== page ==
Figure 3. Roads in the vicinity of St. Michael’s

(Road identifiers the same as in figure 2. H – Sturgeon’s Hill / Rotten Row, S – Stowe Gate, T – Tamworth Gate. The edge of the burgh is given by the brown line)

Basset also looked in detail at the development of the city. In short, the city was a planned development, laid out by Bishop Roger de Clinton around 1125 to 1150 Figure 3a shows the roads around St Michael’s around 1050AD, with the same identification letters as in figure 2. Figure 2b shows the road layout inferred by Basset in 1150AD after the Burgh was laid out. It can be seen that a new road has developed from Road C (Burton Old Road) and heads to the Tamworth Gate (denoted by T). The old road continues to the Stowe Gate (S). By 1250AD the situation has changed somewhat. The old road to the Stowe Gate no longer exists (although it can even now still be traced by the lines of back gardens along part of its course. Road H (Sturgeons Hill / Rotten Row) has appeared and converges on the Tamworth gate and the diverted road C. At the gate there was an open area that was used as a market, and which ultimately became the cattle market. The diverted section of road C was eventually to become part of Trent Valley Road / Church St. at the bottom of St. Michael’s graveyard. The important point to appreciate is that over the course of this development, the area around St. Michael’s graveyard became increasingly constrained, both by Road H and by the diversion of Road C and the market area. It is quite possible that the size of the graveyard was actually reduced by these constraints. 


There have been two archaeological excavations at St Michael’s in recent decades. The first was by Gould and Gould (1976) who cut a trench in he bank between the old and the new churchyard to see if there was any evidence of a churchyard enclosure, as is often found around ancient churches. There wasn’t. You win some and you lose some.

The second excavation was carried out in 1978 on the site of the new choir vestry (Wilson, 1981).  A sketch of the excavation is given in figure 4. This was rather more profitable in terms of the archaeology as follows. 

  • A single post pit, filled with sandstone fragments in the bottom layer.
  • 49 complete or partial skeletons, mostly buried in the Christian manner with head to the west (so they would face their maker at the resurrection). There were two exceptions. Skeleton 21 was buried with its feet to the west, in a manner that would be suggestive of a priestly burial (so he would face his flock at the resurrection). The expected chalice and paten were not found, possibly because this skeleton was at the edge of the excavated area and it head was outside the area. Murphy’s law and all that. Alternatively Wilson suggests he simply could have been buried the wrong way round. Skeleton 58 was a crouched burial. Such burials are known from Palaeolithic times. In a Christian context they are most often dated from the Anglo-Saxon period. No independent carbon dating was possible. In addition skeletons 2 and 8 were of a woman and a small child – who possibly died during childbirth.
  • Five flint flakes from the Mesolithic period but in a secondary context; large quantities of building material from earlier churches, including 300 fragments of glazed medieval roof tiles; a range of different types of decorated floor tile; a sherd of Roman pottery; a halfpenny from the reign of George III and a silver penny from the reign of Richard II.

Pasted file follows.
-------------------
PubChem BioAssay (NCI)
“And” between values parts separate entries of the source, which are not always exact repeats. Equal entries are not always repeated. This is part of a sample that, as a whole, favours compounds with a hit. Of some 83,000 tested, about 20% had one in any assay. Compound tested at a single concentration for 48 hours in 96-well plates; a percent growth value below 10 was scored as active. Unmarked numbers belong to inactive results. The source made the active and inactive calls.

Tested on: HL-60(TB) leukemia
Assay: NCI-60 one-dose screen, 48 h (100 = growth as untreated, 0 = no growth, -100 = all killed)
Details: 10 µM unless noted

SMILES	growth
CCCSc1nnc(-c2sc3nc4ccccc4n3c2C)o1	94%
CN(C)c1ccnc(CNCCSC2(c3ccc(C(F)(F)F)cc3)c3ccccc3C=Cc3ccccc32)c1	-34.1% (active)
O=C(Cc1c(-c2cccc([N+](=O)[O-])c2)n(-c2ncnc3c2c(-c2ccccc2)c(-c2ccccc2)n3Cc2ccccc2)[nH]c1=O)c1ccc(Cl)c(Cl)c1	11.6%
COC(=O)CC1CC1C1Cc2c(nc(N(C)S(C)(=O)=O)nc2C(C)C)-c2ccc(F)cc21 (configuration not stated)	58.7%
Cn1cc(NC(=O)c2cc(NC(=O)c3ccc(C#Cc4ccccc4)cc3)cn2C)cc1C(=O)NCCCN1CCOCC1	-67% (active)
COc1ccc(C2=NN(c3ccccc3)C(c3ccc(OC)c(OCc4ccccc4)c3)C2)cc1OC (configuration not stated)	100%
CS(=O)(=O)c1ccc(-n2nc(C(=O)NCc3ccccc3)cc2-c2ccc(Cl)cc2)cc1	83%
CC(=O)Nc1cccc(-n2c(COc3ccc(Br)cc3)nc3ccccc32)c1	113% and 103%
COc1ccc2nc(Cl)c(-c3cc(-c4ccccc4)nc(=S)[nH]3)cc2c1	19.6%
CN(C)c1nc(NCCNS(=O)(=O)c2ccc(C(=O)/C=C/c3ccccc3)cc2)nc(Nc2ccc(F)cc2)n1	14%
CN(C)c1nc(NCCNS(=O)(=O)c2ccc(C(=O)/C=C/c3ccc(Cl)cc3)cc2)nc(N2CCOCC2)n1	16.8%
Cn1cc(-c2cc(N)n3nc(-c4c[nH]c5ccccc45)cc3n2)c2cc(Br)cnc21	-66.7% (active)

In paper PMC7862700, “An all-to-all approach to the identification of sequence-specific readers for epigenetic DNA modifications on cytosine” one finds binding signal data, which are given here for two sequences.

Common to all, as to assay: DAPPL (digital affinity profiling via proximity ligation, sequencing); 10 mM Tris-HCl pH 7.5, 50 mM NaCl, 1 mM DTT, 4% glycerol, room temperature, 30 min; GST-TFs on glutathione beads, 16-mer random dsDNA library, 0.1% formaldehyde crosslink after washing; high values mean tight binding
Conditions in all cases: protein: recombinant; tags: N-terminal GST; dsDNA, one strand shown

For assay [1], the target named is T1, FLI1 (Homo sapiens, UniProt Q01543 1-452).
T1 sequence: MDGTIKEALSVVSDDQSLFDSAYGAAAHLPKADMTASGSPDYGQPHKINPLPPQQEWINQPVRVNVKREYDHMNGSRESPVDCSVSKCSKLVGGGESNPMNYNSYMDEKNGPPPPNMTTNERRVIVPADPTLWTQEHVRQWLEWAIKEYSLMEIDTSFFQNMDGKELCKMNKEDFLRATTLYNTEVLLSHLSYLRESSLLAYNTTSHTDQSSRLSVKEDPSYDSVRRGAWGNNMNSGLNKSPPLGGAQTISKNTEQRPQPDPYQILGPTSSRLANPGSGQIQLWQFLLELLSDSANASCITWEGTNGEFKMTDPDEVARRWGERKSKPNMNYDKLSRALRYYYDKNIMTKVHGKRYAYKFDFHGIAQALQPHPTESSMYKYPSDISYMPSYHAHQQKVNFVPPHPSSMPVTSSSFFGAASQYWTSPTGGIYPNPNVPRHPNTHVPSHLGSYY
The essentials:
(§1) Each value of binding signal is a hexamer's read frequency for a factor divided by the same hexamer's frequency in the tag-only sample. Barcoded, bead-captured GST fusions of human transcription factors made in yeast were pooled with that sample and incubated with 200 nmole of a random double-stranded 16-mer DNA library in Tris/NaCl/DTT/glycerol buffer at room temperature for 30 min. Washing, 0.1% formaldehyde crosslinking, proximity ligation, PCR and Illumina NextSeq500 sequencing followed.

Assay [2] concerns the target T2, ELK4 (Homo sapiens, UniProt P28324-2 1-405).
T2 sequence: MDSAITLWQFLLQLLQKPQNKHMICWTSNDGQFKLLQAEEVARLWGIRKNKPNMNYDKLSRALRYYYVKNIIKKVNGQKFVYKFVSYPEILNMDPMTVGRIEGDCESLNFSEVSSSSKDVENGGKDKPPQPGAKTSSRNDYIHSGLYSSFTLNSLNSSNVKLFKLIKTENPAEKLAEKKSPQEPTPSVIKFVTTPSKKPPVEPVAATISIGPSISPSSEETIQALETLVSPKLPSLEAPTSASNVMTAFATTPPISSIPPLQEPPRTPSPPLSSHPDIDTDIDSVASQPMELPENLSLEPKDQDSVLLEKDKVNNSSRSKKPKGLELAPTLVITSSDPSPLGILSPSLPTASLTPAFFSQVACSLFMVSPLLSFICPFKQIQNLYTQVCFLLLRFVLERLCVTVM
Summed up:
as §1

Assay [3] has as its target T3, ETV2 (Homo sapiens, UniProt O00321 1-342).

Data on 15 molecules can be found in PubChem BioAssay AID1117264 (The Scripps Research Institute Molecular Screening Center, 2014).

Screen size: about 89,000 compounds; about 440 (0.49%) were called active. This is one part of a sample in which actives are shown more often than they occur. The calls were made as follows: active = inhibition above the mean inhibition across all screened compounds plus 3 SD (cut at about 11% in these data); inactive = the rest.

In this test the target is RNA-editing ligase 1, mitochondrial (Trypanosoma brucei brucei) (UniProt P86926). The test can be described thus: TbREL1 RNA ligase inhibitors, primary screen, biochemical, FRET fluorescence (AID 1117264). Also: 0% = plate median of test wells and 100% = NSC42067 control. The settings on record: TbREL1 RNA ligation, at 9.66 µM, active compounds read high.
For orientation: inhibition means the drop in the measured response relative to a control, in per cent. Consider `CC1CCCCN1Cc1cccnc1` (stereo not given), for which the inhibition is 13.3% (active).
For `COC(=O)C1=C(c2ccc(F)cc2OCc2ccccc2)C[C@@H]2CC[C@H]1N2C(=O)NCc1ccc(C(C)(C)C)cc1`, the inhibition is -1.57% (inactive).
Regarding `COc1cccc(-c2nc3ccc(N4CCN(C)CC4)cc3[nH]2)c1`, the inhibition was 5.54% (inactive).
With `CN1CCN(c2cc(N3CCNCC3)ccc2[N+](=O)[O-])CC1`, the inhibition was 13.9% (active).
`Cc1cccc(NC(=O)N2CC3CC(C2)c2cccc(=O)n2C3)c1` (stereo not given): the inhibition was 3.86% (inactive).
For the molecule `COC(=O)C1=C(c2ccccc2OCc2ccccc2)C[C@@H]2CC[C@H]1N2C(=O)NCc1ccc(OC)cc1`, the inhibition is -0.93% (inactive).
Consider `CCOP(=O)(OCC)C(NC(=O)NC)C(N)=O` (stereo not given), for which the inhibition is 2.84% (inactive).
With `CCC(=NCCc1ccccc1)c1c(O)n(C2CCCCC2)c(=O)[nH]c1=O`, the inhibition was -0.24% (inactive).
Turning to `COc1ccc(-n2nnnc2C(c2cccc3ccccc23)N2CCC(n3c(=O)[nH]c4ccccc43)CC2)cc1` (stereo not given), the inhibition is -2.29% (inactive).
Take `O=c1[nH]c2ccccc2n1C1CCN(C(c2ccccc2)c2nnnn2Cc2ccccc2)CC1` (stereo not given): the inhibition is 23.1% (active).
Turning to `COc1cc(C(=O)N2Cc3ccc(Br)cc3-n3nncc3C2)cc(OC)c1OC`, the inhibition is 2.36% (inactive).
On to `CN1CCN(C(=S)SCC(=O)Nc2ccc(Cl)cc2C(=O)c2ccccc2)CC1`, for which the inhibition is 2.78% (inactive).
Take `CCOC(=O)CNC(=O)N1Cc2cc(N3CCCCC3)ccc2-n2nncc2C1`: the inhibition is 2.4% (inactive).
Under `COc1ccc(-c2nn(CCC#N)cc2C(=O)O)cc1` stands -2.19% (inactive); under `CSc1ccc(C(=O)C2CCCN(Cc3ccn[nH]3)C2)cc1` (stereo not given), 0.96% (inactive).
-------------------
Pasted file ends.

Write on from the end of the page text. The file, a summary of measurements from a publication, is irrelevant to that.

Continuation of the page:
There thus seems to be some evidence of very early use of the Greenhill site, but precise dating was not possible.

Figure 4. The 1978 excavation

(There of excavation covers the area of the current choir vestry. Brown lines indicate burials with skull to the west. Red lines indicate specific skeletons discussed in the text. Green indicates the posthole.) 

A personal postscript

There is a further quasi-archaeological point of personal interest. In 1822 one John Baker and his wife Anne (nee Woodfield) were buried in the churchyard at the location shown in figure 5. They were my great-great-great grandparents. I can find out little about them other than that they were very prolific in producing children (11 can be traced). They were one of the few of my ancestors to be able to afford a gravestone. St. Michael’s monumental inscriptions records the inscription as 

2022 John Baker 17/9/1822 also Ann Baker

So it was probably not a terribly large gravestone. It has of course been moved as the churchyard has been tidied over the recent decades and I don’t know its location. If anyone comes across it at any stage please let me know! Further fascinating details of my family tree, the members of which were almost exclusively miners, ironworkers or agricultural labourers, can be found here.

Figure 5. Location of John and Ann Baker’s grave


Basset S (1981) “Medieval Lichfield: A topographical Review”, Transactions of the South Staffordshire Archaeological and Historical Society, XXII, 93-121

Basset S (1992) “Church and diocese in the West Midlands; the transition from British to Anglo-Saxon control”, Pastoral Care Before the Parish p. 13-40

Gould D, Gould J (1976) “St Michael’s churchyard, Lichfield, Staffs”, Transactions of the South Staffordshire Archaeological and Historical Society

James T (1998) “The development of the parish of St-Michael-on-Greenhill over 1500 years”, St Michael’s papers number 1, PCC of St Michael’s, Lichfield

Victoria County History (1990) ‘Lichfield: Churches’, in A History of the County of Stafford: Volume 14, Lichfield, ed. M W Greenslade (London, 1990), 134-155. British History Online

Wilson P (1981) “Investigations in St Michael’s and St Mary’s churches, Lichfield”, Transactions of the South Staffordshire Archaeological and Historical Society, XXII,